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  1. #1
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    Who has experience with 1x10 speed for enduro/light dh.

    Hello,

    at the moment I ride downhill. But I'm selling my bike to buy a claymore. I have such cool enduro singletracks here dat an enduro bike is more interesting to have and more fun then a overkill downhill bike.

    But whe have some cool (light) downhill tracks here, I want to use the claymore for some jumping and downhill riding on those tracks. And next year I gonna ride some enduro compititions, like the mega avalanche.

    I have a 10 speed 11/36 cassette and want to go ride with single ring in the front, but what size sprocket can I use the best? So I can also do some uphill, the uphill here are not so heavy, we have hills, no mountains.

    So I need a sprocket in the front where I can do some uphill with and downhill. 34 tooth? 36 tooth?

    Who can help me?

    Best regards,

    Jeroen.

  2. #2
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    Quote Originally Posted by Stylomat View Post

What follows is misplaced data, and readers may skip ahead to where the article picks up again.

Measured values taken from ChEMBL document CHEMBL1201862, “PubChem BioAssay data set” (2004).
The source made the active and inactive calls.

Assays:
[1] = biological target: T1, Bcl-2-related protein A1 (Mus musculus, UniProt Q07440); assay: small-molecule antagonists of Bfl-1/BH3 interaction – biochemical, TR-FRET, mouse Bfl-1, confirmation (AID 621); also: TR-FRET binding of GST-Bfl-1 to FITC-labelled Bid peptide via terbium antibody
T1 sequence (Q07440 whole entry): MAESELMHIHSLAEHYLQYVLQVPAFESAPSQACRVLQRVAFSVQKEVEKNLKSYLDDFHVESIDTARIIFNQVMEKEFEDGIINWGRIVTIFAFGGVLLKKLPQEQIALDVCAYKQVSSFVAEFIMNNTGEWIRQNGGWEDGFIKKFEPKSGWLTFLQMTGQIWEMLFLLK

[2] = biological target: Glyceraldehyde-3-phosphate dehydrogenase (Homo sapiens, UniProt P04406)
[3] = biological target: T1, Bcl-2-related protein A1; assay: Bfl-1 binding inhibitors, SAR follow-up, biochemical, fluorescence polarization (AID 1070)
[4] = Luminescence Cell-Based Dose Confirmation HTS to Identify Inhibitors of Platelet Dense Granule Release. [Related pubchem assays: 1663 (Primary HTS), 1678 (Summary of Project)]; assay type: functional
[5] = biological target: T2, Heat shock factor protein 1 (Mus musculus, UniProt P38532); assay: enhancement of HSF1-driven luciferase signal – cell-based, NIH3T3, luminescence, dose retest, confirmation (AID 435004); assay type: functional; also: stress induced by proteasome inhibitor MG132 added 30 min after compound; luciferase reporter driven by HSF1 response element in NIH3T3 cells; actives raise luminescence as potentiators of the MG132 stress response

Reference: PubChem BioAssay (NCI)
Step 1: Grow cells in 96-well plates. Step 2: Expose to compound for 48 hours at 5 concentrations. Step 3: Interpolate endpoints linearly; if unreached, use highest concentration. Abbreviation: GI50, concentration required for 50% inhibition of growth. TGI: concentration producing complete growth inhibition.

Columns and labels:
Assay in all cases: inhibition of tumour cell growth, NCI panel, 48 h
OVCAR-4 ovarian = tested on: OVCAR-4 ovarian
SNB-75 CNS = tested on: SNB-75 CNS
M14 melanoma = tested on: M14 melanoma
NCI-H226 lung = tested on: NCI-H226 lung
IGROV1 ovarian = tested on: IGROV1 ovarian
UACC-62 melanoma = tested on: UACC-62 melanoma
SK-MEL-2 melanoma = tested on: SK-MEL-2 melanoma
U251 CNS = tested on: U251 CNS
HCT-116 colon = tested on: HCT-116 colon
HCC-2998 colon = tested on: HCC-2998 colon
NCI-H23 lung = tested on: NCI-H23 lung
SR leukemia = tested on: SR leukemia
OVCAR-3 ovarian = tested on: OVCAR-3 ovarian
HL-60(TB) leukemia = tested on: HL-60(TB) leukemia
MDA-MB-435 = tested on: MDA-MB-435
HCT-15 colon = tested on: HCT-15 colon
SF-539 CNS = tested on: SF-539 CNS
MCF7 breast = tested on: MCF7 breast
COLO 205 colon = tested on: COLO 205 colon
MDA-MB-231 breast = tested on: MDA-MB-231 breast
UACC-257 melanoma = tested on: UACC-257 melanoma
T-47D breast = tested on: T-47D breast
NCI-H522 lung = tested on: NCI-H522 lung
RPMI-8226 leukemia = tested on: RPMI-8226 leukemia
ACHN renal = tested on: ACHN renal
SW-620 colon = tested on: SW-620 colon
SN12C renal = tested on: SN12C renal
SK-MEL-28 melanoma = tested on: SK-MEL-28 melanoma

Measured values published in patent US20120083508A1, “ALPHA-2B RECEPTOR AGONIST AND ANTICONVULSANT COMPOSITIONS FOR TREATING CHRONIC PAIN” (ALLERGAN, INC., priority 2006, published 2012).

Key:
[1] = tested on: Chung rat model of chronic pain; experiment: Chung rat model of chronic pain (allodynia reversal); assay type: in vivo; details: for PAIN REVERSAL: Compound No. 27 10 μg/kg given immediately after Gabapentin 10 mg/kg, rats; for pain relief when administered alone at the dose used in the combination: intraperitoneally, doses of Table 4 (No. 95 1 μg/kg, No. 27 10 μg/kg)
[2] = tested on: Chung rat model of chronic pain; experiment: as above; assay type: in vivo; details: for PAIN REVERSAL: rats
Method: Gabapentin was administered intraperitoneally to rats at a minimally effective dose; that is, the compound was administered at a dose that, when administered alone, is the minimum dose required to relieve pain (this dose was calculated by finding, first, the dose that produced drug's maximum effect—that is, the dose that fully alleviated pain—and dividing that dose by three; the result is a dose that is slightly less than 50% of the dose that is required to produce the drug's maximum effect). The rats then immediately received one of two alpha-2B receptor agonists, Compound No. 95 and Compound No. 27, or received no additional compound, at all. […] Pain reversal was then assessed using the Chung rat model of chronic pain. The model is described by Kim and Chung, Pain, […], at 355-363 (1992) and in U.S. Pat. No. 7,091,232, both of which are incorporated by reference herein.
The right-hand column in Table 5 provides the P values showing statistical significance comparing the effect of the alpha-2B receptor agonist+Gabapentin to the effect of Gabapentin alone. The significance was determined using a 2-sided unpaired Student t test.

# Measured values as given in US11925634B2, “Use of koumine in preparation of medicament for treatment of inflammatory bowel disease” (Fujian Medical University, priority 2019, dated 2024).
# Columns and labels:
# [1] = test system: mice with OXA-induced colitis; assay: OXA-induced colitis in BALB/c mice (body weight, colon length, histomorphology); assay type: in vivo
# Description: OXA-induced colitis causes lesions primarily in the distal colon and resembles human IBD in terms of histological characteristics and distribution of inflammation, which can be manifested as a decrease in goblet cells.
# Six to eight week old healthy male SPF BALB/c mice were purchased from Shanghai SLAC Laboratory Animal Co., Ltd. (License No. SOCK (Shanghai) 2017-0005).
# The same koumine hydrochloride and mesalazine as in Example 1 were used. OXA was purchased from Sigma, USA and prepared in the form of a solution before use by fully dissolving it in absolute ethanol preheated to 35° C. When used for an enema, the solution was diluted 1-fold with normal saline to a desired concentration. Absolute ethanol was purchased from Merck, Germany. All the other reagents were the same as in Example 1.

Hello,

    at the moment I ride downhill. But I'm selling my bike to buy a claymore. I have such cool enduro singletracks here dat an enduro bike is more interesting to have and more fun then a overkill downhill bike.

    But whe have some cool (light) downhill tracks here, I want to use the claymore for some jumping and downhill riding on those tracks. And next year I gonna ride some enduro compititions, like the mega avalanche.

    I have a 10 speed 11/36 cassette and want to go ride with single ring in the front, but what size sprocket can I use the best? So I can also do some uphill, the uphill here are not so heavy, we have hills, no mountains.